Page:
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Has Mobility in the United States Really Declined?

Drawing on a brilliant book by Berkeley’s Neil Gilbert, I recently (April 25) wrote about how family fragmentation adversely affects economic and social mobility.  But what about perpetual claims that mobility overall in the United States has declined precipitously?  This has become a staple charge by commentators and politicians on the left – especially if the latter are running for president.  Yet is it empirically true?  What does Gilbert’s 2017 book, Never Enough: Capitalism and the Progressive Spirit, say about the matter?  Here’s an extended excerpt (p. 111). The passage begins with Gilbert citing “remarkable discrepancies in the research findings,” quoting...

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Save for Senator Lee, Republicans are Pretty Much Silent, Too

Sen. Mike Lee of Utah was on CNN the other morning and I mentioned to my wife Diane that I liked him for several reasons, one being he’s among the very few people in Washington who talk bravely about family fragmentation, though his subject that morning (surprise) was a very different un-mating dance consuming DC.   Coincidentally, I was then reading Never Enough: Capitalism and the Progressive Spirit, by Neil Gilbert, an acutely insightful but insufficiently recognized book about inequality, among other things. Later that same day I came upon what the book says about an immense study, led by Berkeley economist...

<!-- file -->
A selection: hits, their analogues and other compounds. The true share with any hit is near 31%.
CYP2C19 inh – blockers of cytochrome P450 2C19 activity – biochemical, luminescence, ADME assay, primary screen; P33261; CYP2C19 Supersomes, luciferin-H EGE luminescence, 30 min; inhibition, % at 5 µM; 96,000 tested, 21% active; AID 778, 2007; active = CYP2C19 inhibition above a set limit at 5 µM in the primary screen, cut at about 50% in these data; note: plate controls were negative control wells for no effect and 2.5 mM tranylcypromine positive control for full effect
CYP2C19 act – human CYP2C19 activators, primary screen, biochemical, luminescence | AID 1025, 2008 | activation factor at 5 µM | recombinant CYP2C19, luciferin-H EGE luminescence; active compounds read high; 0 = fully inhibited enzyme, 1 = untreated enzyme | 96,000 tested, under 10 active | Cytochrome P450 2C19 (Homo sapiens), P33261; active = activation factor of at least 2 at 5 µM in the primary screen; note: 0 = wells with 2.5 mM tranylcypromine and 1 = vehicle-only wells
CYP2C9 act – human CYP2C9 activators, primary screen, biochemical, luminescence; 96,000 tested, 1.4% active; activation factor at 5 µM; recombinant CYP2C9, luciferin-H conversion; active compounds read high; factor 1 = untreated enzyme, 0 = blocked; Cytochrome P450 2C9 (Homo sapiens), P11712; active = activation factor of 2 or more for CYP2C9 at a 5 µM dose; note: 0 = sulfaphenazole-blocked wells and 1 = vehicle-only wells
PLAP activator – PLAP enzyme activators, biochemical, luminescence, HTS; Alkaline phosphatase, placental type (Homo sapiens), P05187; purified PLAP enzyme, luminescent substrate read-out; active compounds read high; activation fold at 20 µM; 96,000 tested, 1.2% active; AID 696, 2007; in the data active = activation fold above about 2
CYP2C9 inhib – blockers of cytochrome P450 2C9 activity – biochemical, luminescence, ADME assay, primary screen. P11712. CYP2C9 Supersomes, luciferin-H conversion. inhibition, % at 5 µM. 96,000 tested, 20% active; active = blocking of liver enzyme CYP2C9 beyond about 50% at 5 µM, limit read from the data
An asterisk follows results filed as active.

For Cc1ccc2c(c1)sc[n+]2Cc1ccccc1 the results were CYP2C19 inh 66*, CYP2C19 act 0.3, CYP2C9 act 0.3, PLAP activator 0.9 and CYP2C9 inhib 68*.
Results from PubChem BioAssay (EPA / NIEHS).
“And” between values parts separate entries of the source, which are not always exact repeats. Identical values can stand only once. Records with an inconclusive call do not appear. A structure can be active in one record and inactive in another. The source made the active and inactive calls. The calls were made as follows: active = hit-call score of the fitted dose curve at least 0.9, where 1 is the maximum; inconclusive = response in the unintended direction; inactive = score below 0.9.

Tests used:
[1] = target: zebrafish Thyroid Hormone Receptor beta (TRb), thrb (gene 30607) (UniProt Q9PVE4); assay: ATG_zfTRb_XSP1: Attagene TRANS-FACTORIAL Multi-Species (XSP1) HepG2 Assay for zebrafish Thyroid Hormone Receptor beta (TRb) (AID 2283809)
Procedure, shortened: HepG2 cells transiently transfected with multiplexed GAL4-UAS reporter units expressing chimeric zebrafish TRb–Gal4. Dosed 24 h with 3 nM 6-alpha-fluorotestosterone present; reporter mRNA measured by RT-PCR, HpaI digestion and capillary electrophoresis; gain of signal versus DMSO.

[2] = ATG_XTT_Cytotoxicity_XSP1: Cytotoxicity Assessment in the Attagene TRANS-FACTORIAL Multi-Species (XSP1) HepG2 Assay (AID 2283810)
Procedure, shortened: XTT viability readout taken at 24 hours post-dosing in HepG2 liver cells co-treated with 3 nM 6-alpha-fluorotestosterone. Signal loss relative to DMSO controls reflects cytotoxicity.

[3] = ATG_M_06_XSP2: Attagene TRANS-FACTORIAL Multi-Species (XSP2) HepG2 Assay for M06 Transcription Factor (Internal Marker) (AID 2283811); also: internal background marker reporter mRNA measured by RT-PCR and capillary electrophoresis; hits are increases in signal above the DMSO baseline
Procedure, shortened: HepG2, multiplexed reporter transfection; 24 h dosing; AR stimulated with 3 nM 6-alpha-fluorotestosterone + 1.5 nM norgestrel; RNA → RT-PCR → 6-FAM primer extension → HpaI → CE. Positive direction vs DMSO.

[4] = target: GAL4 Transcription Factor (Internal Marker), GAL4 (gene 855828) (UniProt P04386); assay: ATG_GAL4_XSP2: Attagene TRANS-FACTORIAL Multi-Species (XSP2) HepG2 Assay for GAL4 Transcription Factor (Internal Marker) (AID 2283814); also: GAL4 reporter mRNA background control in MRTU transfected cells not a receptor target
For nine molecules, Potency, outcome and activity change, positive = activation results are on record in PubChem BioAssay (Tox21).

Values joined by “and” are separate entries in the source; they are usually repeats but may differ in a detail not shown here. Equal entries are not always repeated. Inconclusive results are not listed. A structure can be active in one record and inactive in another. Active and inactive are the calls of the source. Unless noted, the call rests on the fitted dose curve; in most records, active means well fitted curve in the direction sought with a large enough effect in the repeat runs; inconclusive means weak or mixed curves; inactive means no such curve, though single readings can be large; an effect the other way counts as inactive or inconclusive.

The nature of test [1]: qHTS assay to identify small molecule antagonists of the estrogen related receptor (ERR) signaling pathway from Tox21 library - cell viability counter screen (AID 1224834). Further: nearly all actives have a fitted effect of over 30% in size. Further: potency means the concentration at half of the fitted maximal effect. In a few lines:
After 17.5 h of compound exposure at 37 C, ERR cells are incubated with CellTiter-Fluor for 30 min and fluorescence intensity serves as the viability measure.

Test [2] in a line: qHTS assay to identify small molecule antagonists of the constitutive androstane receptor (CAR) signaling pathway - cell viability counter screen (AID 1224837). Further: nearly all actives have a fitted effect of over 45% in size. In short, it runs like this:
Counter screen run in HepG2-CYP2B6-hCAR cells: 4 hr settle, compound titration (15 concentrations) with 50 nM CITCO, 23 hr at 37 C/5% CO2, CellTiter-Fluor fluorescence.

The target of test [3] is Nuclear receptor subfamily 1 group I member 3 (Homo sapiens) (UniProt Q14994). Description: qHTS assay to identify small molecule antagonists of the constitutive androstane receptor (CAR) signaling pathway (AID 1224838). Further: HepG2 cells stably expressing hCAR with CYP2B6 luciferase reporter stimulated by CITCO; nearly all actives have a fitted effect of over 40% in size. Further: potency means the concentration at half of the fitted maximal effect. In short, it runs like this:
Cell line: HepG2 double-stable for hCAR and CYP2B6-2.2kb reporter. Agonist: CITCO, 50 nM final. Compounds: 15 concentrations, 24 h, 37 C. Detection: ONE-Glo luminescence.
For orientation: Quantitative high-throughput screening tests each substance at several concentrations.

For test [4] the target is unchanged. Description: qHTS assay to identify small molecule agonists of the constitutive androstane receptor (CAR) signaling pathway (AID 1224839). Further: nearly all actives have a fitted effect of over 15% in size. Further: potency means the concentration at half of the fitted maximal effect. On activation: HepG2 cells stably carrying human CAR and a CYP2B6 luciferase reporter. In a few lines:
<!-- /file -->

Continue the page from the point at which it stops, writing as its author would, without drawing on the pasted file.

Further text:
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The point of the energy industry is to produce energy, not jobs

The point of an energy industry is to generate energy, not to generate jobs. If it was, we could hire people to stand in front of wind turbines blowing at them to make them turn faster. The effect on energy generation would be non existent but the effect on employment need only be limited by how many blowers we can fit in a field....

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